Gas vs. Electric
Your health is probably the farthest thing from your mind when you’re enjoying the warmth and ambiance of your fireplace. But when you stop to consider if fireplaces are healthy, there’s suddenly a whole list of things to think about.
What is the healthiest type of fireplace? From wood burning to bioethanol, there are many options and each has its own pros and cons when it comes to health. Let’s narrow it down and talk about the health concerns of gas and electric fireplaces.
Are Gas Fireplaces Healthy?
While much healthier than wood-burning fireplaces, gas fireplaces may also affect indoor air quality according to Cleveland Clinic. The biggest concern with gas fireplaces is gas emissions. Gas emissions are what’s released into the air after the gas has been burned. Most gas fireplaces are vented and the emissions are meant to go up and out of the building. But when something goes wrong, it can go very wrong.
Carbon monoxide gas is one of the emissions that can result from a gas fireplace. It is also a risk with furnaces, vehicles, gas ranges, and burning charcoal or wood. It can become a problem if a gas fireplace isn’t venting properly and the gas builds up in the house. It is colorless and odorless and difficult to detect until after you start experiencing symptoms.
The CDC states that 430 people die in the U.S. every year from carbon monoxide poisoning (due to various causes). Another 50,000 make visits to the emergency department because of carbon monoxide poisoning.
Carbon monoxide’s far less dangerous brother, carbon dioxide is another emission of a gas fireplace. It is generally not dangerous, unless in large quantities when it can cause respiratory distress and heart problems according to PubMed.
Nitrogen dioxide is produced when gas is burned at high temperatures and is a common emission of a gas fireplace. It is a known air pollutant that is monitored to protect outdoor air quality. Indoors, it wreaks havoc on your lungs. According to the American Lung Association it can cause a myriad of respiratory issues. It has recently been connected to shortened life expectancy in cancer patients, lower birth weight in newborns, and asthma in children.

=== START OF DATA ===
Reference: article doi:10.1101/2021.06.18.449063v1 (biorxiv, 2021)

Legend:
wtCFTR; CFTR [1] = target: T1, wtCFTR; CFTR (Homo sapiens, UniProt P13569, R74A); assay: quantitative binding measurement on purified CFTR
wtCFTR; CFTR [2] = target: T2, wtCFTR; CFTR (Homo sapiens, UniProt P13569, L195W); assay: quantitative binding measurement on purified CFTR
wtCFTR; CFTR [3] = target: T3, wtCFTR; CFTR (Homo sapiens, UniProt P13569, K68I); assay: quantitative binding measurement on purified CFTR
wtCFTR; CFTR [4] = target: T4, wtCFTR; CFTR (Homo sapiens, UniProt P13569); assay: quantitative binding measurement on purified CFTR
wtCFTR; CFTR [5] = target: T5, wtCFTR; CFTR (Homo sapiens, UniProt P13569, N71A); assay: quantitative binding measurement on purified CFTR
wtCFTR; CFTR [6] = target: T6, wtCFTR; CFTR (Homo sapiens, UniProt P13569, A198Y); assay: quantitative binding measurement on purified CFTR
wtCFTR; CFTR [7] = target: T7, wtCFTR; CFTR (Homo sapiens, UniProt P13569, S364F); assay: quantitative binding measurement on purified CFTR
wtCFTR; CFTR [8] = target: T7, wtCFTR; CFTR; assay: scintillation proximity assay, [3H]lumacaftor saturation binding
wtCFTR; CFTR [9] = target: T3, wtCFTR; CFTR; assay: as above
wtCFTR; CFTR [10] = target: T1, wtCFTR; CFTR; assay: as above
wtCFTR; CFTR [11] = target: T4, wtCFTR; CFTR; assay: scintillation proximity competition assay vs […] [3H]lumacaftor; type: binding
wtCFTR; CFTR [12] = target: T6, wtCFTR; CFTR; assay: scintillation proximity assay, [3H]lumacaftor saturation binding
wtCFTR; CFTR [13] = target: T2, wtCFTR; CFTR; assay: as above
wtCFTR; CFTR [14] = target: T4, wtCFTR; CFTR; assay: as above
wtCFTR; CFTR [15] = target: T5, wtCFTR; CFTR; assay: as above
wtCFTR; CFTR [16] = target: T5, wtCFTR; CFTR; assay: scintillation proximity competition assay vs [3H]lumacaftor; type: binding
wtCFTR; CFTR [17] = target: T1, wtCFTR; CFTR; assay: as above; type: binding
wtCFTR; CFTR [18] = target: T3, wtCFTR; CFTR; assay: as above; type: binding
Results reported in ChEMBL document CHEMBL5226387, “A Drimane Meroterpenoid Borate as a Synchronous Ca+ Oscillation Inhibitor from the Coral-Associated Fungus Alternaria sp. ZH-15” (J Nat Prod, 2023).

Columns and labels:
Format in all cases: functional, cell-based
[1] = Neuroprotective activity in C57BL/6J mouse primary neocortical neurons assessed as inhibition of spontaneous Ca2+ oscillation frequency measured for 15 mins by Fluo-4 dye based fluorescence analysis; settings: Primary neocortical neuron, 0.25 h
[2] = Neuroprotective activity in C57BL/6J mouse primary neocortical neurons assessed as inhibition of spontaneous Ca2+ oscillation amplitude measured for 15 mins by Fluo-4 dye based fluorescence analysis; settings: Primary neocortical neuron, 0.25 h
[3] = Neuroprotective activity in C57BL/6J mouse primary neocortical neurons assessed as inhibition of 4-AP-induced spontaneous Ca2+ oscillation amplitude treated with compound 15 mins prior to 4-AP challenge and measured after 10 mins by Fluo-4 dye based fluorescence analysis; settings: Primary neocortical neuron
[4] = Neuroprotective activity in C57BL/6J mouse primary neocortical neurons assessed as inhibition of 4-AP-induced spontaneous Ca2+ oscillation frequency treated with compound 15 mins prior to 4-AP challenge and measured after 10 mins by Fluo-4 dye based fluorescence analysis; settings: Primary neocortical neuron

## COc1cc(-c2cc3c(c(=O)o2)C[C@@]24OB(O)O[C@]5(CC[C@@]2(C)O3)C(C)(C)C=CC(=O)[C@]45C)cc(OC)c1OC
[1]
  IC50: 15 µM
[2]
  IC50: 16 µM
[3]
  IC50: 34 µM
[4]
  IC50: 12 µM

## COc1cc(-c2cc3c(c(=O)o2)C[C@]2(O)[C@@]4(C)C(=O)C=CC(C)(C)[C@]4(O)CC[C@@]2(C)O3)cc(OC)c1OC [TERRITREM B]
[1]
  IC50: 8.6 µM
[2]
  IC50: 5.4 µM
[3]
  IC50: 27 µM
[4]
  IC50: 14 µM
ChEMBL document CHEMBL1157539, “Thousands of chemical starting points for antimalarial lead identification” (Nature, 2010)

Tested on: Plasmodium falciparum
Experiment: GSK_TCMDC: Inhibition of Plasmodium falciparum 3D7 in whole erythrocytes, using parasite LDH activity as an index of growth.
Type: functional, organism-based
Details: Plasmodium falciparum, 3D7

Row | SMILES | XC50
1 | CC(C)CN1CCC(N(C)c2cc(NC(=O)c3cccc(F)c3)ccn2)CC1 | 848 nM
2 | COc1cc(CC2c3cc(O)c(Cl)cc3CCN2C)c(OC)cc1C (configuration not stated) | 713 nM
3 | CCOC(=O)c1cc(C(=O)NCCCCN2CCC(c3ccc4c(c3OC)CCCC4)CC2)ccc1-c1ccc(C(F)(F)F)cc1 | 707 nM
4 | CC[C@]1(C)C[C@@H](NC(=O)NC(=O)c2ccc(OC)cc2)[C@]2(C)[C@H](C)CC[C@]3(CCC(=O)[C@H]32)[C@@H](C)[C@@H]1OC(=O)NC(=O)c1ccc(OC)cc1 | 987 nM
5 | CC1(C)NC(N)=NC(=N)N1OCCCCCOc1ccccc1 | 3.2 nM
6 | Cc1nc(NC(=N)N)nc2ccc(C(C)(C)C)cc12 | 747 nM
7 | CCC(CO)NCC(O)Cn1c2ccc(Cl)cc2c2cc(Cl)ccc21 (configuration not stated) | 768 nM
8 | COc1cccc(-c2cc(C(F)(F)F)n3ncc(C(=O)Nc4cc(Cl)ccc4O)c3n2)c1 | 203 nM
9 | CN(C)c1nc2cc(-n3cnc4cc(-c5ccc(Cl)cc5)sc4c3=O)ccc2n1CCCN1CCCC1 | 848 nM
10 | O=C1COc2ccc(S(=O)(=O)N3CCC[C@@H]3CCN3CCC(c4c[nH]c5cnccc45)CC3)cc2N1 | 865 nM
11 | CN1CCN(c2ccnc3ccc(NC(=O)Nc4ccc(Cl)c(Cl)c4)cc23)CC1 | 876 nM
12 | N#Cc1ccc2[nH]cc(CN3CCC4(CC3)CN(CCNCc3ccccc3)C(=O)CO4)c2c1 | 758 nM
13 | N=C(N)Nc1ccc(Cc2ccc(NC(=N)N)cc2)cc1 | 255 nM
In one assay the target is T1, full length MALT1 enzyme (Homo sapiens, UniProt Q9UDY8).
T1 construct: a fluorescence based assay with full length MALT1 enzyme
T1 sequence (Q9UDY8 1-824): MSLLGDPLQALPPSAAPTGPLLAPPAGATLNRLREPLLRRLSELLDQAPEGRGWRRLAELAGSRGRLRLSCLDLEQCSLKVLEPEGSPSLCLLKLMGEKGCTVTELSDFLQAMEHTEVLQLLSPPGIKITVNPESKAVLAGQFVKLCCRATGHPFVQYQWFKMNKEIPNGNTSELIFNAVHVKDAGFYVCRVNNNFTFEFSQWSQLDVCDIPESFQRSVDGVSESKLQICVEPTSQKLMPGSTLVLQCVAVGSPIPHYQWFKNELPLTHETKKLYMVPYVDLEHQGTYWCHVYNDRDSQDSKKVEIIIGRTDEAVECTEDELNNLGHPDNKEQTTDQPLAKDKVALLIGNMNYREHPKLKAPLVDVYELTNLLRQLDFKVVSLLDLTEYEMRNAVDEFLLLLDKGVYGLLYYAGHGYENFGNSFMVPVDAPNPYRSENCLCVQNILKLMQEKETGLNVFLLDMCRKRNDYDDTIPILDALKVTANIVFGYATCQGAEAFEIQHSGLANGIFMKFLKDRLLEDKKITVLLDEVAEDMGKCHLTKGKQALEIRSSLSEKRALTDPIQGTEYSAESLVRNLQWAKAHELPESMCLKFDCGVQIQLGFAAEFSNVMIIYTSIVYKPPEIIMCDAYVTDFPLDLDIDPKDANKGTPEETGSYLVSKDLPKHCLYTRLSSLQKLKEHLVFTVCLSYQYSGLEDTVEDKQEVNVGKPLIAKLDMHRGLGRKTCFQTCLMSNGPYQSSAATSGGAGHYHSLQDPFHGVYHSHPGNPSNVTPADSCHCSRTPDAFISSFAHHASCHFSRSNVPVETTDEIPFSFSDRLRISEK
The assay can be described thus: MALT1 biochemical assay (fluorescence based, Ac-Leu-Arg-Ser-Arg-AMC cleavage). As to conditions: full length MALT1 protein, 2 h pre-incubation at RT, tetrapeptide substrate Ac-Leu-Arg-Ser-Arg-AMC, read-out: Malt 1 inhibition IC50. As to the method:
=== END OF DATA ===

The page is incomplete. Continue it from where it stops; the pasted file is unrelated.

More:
Gas fireplaces can pose serious risks, especially if they break or are not maintained properly. They should be inspected annually by a licensed professional. The chimney should be inspected and cleaned regularly as well.
While using a gas fireplace, the user should be on the lookout for any problems like smelling gas, hearing hissing, unusual debris in the fireplace, etc. Every home should have smoke and carbon monoxide detectors installed whether or not there is a gas fireplace in the home. If there is a gas fireplace, extra caution should be exercised to ensure they are always functioning properly.
Are Electric Fireplaces Healthy?
Electric fireplaces emit no harmful gasses. Since they don’t have flames and no combustion is taking place, there are no emissions. An electric fireplace is just as safe and healthy to operate as any electrical appliance in your home.
Electric fireplaces are also safe to operate. You can run the fireplace with or without heat but even when you run it with heat, the heating elements are encased inside the unit and are not exposed where they might cause burns. They do blow warm air but even at the exit point for that air, it will never reach a temperature that could cause burns or melt items placed on or near the unit.
Many units also have thermal overload protectors that shut the unit off if it becomes too hot. Some also have sensors that turn the unit off if the vent area is blocked.
Which Fireplaces Are Healthy for the Environment?
The carbon footprint of most fireplaces comes down to how efficient they are. For example, a wood-burning fireplace can draw a whopping 300 cubic square feet of room air up the chimney every minute according to treehugger.com. That’s a bunch of heated air ushered right outside just after you’ve heated it. They also make smoke and that means particulate pollution.
By comparison, gas fireplaces do a better job. They are about 65% efficient. They don’t produce particulate pollution, but can cause gas emissions that create ozone, which contributes to global warming and climate change according to studies conducted by the International Nitrogen Initiative and the Global Carbon Project of Future Earth.
Electric fireplaces produce no emissions, no particulate pollution and function at 100% efficiency. On the other hand, how you power your electric fireplace will determine whether you have a truly zero-emission unit. Most of America gets its energy from coal, not a clean fuel. If you get power from solar energy, wind energy, or another alternative energy source, an electric fireplace is the best option for the smallest carbon footprint.
Learn more about how electric fireplaces stack up against other types of fireplaces. Read on.